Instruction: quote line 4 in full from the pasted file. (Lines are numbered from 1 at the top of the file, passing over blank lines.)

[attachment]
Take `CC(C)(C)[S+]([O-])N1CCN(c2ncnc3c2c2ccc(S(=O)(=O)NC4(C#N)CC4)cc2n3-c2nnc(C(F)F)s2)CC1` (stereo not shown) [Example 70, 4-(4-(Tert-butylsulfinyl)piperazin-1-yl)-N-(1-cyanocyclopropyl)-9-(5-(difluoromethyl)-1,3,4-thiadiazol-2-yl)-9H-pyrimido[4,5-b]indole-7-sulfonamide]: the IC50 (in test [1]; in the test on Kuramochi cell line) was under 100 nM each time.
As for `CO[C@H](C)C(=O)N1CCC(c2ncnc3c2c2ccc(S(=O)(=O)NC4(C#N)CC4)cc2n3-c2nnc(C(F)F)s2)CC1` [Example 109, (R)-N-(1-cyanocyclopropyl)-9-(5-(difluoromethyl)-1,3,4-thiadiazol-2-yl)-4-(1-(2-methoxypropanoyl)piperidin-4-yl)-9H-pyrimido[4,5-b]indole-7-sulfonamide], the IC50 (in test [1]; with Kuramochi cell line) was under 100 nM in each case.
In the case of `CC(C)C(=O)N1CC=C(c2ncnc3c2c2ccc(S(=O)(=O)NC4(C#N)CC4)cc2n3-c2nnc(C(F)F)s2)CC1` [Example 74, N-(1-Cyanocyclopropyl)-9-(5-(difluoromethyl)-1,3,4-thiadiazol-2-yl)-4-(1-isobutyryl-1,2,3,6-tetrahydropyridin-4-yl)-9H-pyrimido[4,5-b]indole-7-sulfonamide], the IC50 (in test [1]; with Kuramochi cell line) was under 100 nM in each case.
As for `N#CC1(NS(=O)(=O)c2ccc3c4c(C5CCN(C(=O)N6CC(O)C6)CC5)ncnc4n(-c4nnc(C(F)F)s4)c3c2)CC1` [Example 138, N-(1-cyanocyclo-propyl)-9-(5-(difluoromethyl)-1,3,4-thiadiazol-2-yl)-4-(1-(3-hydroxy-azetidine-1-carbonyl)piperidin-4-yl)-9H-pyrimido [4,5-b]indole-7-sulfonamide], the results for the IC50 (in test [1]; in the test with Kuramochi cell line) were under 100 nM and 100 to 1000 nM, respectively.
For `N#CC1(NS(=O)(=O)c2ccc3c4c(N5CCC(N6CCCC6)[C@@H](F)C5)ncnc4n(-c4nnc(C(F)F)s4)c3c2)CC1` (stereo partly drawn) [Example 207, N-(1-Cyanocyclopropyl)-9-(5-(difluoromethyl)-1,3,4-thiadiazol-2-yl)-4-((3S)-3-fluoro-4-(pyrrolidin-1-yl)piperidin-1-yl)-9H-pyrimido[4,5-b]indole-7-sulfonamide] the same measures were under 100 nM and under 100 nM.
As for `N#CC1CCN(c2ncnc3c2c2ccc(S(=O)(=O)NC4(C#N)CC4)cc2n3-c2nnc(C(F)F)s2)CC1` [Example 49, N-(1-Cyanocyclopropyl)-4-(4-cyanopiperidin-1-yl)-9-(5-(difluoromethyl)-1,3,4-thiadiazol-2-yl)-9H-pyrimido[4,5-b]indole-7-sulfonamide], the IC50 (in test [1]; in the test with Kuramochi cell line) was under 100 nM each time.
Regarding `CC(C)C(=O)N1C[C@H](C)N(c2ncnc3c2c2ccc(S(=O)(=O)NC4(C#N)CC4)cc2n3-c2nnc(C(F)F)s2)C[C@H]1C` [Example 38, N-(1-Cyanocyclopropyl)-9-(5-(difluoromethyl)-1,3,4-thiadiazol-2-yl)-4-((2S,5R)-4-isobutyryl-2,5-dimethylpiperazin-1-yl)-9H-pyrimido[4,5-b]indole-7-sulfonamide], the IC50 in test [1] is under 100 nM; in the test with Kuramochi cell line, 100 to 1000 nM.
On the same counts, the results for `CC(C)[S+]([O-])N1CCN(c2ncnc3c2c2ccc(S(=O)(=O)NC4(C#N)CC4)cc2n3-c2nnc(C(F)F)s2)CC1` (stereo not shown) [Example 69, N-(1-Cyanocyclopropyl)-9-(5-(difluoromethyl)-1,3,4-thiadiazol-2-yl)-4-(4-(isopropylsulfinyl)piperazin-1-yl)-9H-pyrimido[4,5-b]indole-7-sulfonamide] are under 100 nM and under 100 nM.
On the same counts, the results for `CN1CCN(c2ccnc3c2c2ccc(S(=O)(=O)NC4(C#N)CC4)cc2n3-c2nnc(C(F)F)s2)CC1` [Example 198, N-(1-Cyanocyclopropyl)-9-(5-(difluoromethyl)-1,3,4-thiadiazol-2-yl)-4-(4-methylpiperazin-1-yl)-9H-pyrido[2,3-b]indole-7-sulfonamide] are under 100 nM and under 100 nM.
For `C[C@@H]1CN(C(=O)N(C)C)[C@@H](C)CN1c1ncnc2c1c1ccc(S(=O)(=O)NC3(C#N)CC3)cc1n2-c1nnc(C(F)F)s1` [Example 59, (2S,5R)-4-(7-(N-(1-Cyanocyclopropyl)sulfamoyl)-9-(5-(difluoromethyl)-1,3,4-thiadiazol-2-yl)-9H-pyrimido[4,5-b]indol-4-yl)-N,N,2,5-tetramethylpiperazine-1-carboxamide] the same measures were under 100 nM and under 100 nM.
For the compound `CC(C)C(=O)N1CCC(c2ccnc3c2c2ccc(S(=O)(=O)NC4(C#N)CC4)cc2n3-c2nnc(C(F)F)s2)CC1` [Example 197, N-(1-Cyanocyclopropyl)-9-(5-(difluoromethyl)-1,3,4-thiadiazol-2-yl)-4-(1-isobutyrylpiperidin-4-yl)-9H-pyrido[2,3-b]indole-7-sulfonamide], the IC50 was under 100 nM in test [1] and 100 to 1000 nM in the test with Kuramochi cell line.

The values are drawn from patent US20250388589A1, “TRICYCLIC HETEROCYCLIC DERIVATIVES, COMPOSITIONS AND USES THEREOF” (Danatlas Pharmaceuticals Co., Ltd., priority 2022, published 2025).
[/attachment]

As for `N#CC1(NS(=O)(=O)c2ccc3c4c(C5CCN(C(=O)N6CC(O)C6)CC5)ncnc4n(-c4nnc(C(F)F)s4)c3c2)CC1` [Example 138, N-(1-cyanocyclo-propyl)-9-(5-(difluoromethyl)-1,3,4-thiadiazol-2-yl)-4-(1-(3-hydroxy-azetidine-1-carbonyl)piperidin-4-yl)-9H-pyrimido [4,5-b]indole-7-sulfonamide], the results for the IC50 (in test [1]; in the test with Kuramochi cell line) were under 100 nM and 100 to 1000 nM, respectively.